Well after tasting hundreds of wines across all of Bordeaux’s major appellations last week, generally 2013 faired a bit better than expected. That may not seem much of an achievement given how subterranean expectations were at the outset. Truly miserable weather during flowering, and rain and humidity at the end of the growing season, meant it was a battle between rot and ripeness for almost all growers regardless of appellation. These conditions only benefited Bordeaux’s sweet wine producers in Sauternes and Barsac, who qualitatively have produced the best wines of the vintage.
There is attractive fruit and acidity to be found in many of Bordeaux’s dry whites in 2013, especially Pessac-Léognan and elsewhere [and in those rare Bordeaux whites from the Médoc]. These were harvested before the weather turned nasty. It’s a different story for the reds. Overall the best are elegant and unforced with bright, crunchy fruit and light bodies. It may be early days for comparisons but qualitatively, if not stylistically, perhaps they are akin to 2007, maybe even 2008 in certain cases, but with fresher acids and lower alcohols.
Still there are very disappointing wines knocking around, wines with almost no flavour, that feel pinched, mean and puckering on the palate. There are casualties in all of Bordeaux’s red wine districts and some properties have not released any wine at all. Financially that is disastrous, but perhaps better than turning in something thin and acidic that you are unable to sell. Clearly 2013 was also not a vintage to over-extract. The ingredients were often simply not there. That said, each appellation has produced its surprises.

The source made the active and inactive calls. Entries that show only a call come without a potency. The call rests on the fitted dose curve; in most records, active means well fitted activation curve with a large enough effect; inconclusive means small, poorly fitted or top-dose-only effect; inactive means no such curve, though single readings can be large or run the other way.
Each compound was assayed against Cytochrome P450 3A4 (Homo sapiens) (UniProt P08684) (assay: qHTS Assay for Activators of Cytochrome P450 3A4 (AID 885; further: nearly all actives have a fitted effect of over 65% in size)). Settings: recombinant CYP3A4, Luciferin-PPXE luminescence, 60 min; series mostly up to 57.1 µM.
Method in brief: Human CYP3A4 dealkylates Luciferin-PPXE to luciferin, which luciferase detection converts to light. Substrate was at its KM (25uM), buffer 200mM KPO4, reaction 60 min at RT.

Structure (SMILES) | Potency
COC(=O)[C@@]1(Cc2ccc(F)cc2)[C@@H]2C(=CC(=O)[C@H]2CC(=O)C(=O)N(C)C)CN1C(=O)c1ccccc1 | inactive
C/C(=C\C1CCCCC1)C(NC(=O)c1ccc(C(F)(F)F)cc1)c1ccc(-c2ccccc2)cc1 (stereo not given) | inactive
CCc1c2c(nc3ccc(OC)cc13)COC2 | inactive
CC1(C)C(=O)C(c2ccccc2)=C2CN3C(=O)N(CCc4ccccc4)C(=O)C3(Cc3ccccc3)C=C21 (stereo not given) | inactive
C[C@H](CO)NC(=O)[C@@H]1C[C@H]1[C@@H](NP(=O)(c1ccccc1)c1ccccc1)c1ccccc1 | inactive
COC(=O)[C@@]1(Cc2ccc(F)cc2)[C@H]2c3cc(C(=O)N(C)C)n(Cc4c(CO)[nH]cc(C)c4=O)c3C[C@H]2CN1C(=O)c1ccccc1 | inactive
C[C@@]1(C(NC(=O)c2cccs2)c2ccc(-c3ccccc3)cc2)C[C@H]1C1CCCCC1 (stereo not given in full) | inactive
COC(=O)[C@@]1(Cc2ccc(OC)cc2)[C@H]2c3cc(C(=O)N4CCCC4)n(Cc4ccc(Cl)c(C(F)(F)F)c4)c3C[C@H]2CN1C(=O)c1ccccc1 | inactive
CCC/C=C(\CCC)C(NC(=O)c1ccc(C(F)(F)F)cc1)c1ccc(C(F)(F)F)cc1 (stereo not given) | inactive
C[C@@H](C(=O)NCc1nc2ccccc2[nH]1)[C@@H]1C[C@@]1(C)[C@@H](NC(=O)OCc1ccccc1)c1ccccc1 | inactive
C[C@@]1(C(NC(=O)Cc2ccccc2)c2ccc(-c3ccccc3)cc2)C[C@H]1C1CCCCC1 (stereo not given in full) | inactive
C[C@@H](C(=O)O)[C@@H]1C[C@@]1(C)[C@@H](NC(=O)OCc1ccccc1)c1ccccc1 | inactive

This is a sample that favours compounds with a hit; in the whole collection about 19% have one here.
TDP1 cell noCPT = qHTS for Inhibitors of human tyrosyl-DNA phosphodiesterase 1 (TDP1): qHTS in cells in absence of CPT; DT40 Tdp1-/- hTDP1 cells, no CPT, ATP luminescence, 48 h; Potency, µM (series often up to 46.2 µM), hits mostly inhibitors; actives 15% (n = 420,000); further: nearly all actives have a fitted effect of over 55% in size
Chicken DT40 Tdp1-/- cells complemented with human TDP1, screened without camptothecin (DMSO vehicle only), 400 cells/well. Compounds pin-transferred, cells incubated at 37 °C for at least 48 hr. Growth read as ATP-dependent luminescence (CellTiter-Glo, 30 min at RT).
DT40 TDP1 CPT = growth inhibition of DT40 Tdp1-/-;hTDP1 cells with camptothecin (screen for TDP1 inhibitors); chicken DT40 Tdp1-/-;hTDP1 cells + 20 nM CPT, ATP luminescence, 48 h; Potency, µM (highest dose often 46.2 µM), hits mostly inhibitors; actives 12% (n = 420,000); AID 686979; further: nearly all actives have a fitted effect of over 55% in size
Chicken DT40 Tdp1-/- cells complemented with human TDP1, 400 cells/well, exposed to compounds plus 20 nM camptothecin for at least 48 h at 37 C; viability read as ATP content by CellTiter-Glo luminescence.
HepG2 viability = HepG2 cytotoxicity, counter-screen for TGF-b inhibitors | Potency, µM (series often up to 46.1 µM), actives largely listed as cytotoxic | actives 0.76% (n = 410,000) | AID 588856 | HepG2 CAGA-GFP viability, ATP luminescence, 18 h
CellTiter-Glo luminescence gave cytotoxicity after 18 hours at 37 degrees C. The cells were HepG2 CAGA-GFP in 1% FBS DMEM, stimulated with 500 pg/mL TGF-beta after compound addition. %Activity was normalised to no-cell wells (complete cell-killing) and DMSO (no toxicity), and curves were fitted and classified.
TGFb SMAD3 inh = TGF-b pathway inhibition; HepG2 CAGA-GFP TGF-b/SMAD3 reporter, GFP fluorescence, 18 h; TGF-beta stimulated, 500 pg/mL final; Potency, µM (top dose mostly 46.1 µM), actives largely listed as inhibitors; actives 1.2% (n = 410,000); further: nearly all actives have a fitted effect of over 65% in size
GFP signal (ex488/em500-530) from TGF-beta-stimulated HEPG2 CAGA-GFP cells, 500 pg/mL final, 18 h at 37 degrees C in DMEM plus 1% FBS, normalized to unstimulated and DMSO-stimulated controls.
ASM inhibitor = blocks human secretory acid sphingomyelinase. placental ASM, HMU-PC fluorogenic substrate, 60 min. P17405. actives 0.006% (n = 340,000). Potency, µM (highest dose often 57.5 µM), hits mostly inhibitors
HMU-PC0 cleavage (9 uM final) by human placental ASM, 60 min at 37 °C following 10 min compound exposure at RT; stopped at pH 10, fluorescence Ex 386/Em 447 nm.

Bad weather during flowering particularly affected the fruit set of the Merlot, Bordeaux’s most preponderant grape. This led to substantial reductions in the size of the crop and also very heterogeneous ripening. Strict selection necessitated by the outbreak of botrytis [rot], which threatened, and in some cases delivered, disaster during the harvest, further reduced volumes. In some cases in St Emilion and Pomerol production has been more than halved.
Conditions did perhaps favour the left bank over the right with Cabernet Sauvignon being more resistant to the rot. Still when you look at what is in the glass it is a very complex picture and not at all easy to categorise. Much depended on the individual terroir, the experience of the grower and the cash available. Aymeric de Gironde at Château Cos d’Estournel in St Estèphe summed it up: ‘Usually we make wine to make money – this year you needed money just to make wine.’ And even with their plentiful resources they admit it was a struggle in the conditions. More detailed reports by appellation and on the leading the producers will follow shortly.